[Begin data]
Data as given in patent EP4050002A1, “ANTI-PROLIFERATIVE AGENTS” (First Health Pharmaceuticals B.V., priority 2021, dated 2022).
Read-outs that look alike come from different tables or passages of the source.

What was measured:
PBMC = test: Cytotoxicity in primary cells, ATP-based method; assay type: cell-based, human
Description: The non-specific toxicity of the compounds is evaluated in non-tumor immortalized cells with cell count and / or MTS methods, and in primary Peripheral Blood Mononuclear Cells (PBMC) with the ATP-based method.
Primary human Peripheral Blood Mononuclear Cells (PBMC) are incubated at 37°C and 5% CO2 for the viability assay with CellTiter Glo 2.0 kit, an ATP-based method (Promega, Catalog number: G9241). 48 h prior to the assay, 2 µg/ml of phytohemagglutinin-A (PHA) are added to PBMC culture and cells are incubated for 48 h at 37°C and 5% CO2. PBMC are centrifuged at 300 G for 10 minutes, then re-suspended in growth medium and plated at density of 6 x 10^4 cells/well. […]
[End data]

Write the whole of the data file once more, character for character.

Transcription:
Data as given in patent EP4050002A1, “ANTI-PROLIFERATIVE AGENTS” (First Health Pharmaceuticals B.V., priority 2021, dated 2022).
Read-outs that look alike come from different tables or passages of the source.

What was measured:
PBMC = test: Cytotoxicity in primary cells, ATP-based method; assay type: cell-based, human
Description: The non-specific toxicity of the compounds is evaluated in non-tumor immortalized cells with cell count and / or MTS methods, and in primary Peripheral Blood Mononuclear Cells (PBMC) with the ATP-based method.
Primary human Peripheral Blood Mononuclear Cells (PBMC) are incubated at 37°C and 5% CO2 for the viability assay with CellTiter Glo 2.0 kit, an ATP-based method (Promega, Catalog number: G9241). 48 h prior to the assay, 2 µg/ml of phytohemagglutinin-A (PHA) are added to PBMC culture and cells are incubated for 48 h at 37°C and 5% CO2. PBMC are centrifuged at 300 G for 10 minutes, then re-suspended in growth medium and plated at density of 6 x 10^4 cells/well. […]